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Password safety questions.


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#1 dino2014

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Posted 29 October 2015 - 11:46 AM

Hi,

 

Forgive the basic question, but have never used a password manager, so if  I used one and then  opened  my Desktop  PC  or cloud based  password vault , what is there to stop any keylogger / malware or online hacker  simply reading out all my passwords  from the open vault ?

 

Assume my own USB stick based vault would be safer than online ?

 

 

Also, if managing my own passwords, is there anything better than say  Nortons free password generator ?  and for protection against normal hackers ( rather than american security services ) what is the minimum number of characters for a safe password ?

 

Thanks



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#2 RolandJS

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Posted 29 October 2015 - 12:00 PM

Minimum number of characters for safe[r] passwords?  I'm using longer and longer passwords now.  Some are 17 characters in length.  If I heard and read some security scuttlebutt correctly:  the longer the password, the geometrically longer it takes to crack it.


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#3 Sintharius

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Posted 29 October 2015 - 12:07 PM

I have only used LastPass, but from how I understand it then keyloggers won't be able to grab your password from just opening the vault, at least with password managers that do not show your passwords in clear text (so the keylogger cannot use screen captures to grab it). They can grab your master key when you type it in and then read your passwords from the vault, though.

LastPass has a browser extension that inputs the passwords directly into their corresponding websites, so it will also bypass keyloggers since you don't have to type anything.

#4 dannyboy950

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Posted 29 October 2015 - 03:20 PM

I never use a password manager, talk about a hacker heaven.  One place if you were able to hack it gave you the keys to the whole city.

 

Even that at times I think is not enough.  If a key logger is installed when you first type in your password, there it is.

You type it in as plain text. No need to break encryption.  Windows some where has to keep your passwords otherwise how would it compare to know if what you entered was a valid password or not. Whether it be windows, the site your logging in to or your browser doesn't really make a difference.  Somewhere the password has to be known and stored to compare against for authentication to take place.

 

the longer and more complex a password used the harder it is to guess with a password cracker.


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#5 dino2014

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Posted 29 October 2015 - 03:48 PM

Thanks all,

 

 

plus  -

 

I never use a password manager, talk about a hacker heaven.  One place if you were able to hack it gave you the keys to the whole city.

 

Even that at times I think is not enough.  If a key logger is installed when you first type in your password, there it is.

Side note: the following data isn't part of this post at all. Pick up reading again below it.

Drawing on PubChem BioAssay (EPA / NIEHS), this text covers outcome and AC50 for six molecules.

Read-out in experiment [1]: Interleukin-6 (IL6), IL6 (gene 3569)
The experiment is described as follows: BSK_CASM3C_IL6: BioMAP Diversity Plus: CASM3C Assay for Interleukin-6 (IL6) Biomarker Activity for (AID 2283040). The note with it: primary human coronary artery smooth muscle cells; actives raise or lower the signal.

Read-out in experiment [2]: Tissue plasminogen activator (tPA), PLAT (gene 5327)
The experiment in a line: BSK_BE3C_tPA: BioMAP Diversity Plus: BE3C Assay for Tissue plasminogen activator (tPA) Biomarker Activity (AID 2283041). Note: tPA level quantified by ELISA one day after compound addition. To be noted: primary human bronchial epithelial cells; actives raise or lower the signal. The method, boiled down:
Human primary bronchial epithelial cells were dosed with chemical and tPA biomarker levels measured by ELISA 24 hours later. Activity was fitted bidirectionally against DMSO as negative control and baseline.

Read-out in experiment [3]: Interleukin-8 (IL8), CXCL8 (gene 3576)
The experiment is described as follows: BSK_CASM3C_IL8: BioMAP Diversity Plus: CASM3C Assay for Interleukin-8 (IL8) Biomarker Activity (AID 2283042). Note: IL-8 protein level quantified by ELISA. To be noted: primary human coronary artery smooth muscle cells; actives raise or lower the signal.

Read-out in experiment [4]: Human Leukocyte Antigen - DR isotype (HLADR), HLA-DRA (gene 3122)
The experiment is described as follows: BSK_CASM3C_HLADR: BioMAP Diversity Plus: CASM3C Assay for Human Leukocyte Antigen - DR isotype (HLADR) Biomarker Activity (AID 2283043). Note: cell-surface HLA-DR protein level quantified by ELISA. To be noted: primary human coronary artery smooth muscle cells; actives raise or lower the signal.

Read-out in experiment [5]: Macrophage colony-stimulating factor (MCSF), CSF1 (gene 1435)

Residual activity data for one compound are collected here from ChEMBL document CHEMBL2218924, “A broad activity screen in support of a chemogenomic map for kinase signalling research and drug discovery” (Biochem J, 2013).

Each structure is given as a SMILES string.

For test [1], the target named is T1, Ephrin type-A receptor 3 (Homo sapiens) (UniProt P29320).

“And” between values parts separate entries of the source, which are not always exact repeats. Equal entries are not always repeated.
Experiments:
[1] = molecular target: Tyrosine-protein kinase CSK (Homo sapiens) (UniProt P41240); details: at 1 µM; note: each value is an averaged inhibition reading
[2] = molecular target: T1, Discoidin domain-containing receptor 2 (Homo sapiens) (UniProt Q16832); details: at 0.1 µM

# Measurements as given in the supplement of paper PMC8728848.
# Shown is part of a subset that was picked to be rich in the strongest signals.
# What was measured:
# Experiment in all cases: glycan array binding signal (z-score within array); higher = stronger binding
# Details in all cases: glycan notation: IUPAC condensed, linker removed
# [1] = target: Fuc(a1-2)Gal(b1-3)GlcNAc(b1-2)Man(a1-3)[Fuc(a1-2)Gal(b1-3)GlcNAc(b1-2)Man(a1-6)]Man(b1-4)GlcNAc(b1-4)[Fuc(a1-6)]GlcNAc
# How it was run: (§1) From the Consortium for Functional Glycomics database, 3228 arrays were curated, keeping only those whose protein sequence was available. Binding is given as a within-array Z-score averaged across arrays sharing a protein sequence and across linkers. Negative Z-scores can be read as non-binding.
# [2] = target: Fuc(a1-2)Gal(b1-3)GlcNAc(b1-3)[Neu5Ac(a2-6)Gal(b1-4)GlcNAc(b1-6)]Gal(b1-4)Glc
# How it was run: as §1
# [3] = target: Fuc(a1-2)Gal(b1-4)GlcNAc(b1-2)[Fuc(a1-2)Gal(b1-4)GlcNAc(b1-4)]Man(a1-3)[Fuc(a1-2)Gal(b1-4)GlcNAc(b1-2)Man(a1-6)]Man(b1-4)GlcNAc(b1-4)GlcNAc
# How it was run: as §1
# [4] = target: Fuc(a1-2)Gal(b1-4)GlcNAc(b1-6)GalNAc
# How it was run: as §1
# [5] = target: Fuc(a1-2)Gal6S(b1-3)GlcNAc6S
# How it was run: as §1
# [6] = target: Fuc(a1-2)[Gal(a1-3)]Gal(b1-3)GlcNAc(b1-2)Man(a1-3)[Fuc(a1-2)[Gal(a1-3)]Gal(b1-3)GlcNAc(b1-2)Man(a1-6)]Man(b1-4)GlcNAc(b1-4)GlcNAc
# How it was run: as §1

You type it in as plain text. No need to break encryption.  Windows some where has to keep your passwords otherwise how would it compare to know if what you entered was a valid password or not. Whether it be windows, the site your logging in to or your browser doesn't really make a difference.  Somewhere the password has to be known and stored to compare against for authentication to take place.

 

the longer and more complex a password used the harder it is to guess with a password cracker.

 

 

Points taken, but then do you have any suggestions as to how to log on and  use  passwords safely ..?

 

( I know many say use a linux based system, but I checked with my main bank , and their answer was ' its not a system they have tested' etc  so clearly it could be a problem if I was hacked using that system and not using Windows/Trusteer as they recommend, nor will Trusteer work alongside many of the AV/Internet Suites own 'safe banking' routines )



#6 RolandJS

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Posted 29 October 2015 - 03:54 PM

I have a list of what url, username, & password, line by line stored...nobody is gonna know where/unless ya live here.


Edited by RolandJS, 29 October 2015 - 06:43 PM.

"Take care of thy backups and thy restores shall take care of thee."  -- Ben Franklin revisited.

http://collegecafe.fr.yuku.com/forums/45/Computer-Technologies/

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Clone or Image often! Backup... -- RockE (WSL)


#7 Sintharius

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Posted 29 October 2015 - 03:57 PM

I would recommend the use of a live Linux CD that cannot be written to, this way malware won't be able to infect your system.

#8 quietman7

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Posted 29 October 2015 - 06:01 PM

Password ResourcesBTW...these are links to two recent lengthy discussion topics we had in in regards to passwords and security.
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#9 rp88

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Posted 29 October 2015 - 08:28 PM

IF you ever have to store passwords anywhere other than your head then the safest place is, to be quite honest, written with pen on paper in a notebook which you keep in a locked safe or tin. Such a storage mechanism is extremely safe from hackers, to be extra secure you could disguise the passwords in the little notebook and make them look like part of something else, make the notebook look like the first few pages of a draft novel or something and have the first three words of each sentence be a password, and memorise a little rule to always squeeze a number or punctuation mark into perhaps the 5th character of the password. You could store a list of the sites the passwords are for and the usenmaes in a separate place, perhaps written in directly reversed order, see my example below.